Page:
Consider herbicide carryover potential before planting wheat
With the extreme drought we have experienced throughout the Midwest this season, there is no question that the risk of herbicide carryover to fall-seeded crops will be higher than normal this year. Due to the poor corn and soybean crop, many are considering planting more winter wheat this fall, while others are enquiring about the possibility of a fall-seeded forage grass crop as an alternative feed source. While it is difficult to predict exactly when or where herbicide carryover injury might occur, there are several factors that will influence the likelihood of herbicide carryover occurring to these crops. These include the type of herbicide applied, the rate of herbicide applied, the time during the season that the herbicide was applied, the soil pH, and most importantly the amount of rainfall received since the time of the initial herbicide application.
The amount of rainfall received during the course of the growing season is perhaps the most important factor that will influence the likelihood of herbicide carryover injury to wheat or forage grasses planted this fall. Soil moisture is critically important for herbicide degradation, especially in the first few weeks after herbicide application. If adequate rainfall is not received during this time period, then the chemical and microbial processes responsible for herbicide degradation are reduced significantly and the herbicide molecules are more likely to become bound (adsorbed) to soil particles. All of this results in less herbicide degradation and increases the likelihood of herbicide carryover injury. Some herbicides are also degraded chemically in a process called hydrolysis. Hydrolysis is a reaction of the herbicide in question with soil water; therefore when soil water is limited, chemical hydrolysis of the herbicide is also reduced.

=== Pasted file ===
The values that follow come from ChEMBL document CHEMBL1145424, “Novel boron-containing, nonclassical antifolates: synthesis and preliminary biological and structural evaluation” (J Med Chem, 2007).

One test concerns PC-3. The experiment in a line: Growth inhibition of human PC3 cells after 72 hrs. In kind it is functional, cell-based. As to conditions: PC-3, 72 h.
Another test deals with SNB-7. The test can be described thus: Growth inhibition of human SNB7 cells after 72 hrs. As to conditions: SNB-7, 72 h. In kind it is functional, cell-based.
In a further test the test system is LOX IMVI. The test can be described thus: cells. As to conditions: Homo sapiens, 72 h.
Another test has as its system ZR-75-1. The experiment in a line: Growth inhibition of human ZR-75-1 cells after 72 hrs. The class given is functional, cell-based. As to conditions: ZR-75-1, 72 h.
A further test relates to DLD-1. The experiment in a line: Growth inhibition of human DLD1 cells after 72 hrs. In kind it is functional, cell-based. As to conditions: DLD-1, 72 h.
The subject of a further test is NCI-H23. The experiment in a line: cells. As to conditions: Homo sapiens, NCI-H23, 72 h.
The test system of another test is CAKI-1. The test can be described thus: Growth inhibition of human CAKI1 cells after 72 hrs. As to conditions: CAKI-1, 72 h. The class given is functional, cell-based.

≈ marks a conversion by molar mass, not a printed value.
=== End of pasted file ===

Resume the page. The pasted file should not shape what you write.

Another very important factor that influences the likelihood of herbicide carryover is the type of herbicide applied. As a general rule, corn or soybean herbicides with residual soil activity have the highest potential for causing carryover injury to wheat or forage grasses that may be planted in the fall. This is because residual herbicides are designed to remain in the soil profile for a specified period of time in order to prevent weed seedling germination. Tables 1 and 2 provide a list of some of the most common herbicides applied in corn and soybean production and their corresponding rotational intervals before planting wheat or forage grasses in Missouri.
In fields where corn was the previous crop, triazine herbicides are of the greatest concern in terms of herbicide carryover injury to wheat. These include atrazine or any of the many prepackaged herbicide mixtures that contain atrazine as one of the active ingredients (Bicep II Magnum, Degree Xtra, Guardsman Max, Harness Extra, Lumax, Lexar, etc.). As illustrated in Table 1, it is important to note that atrazine or any of the atrazine-containing products DO NOT allow wheat or forage grasses to be planted in the fall following a spring application, although in some years and in some areas of Missouri certain farmers choose to plant wheat following their corn crop. With the extreme drought we have experienced this year, any wheat planted after a corn crop that has been treated with atrazine this season will be at risk for atrazine carryover injury.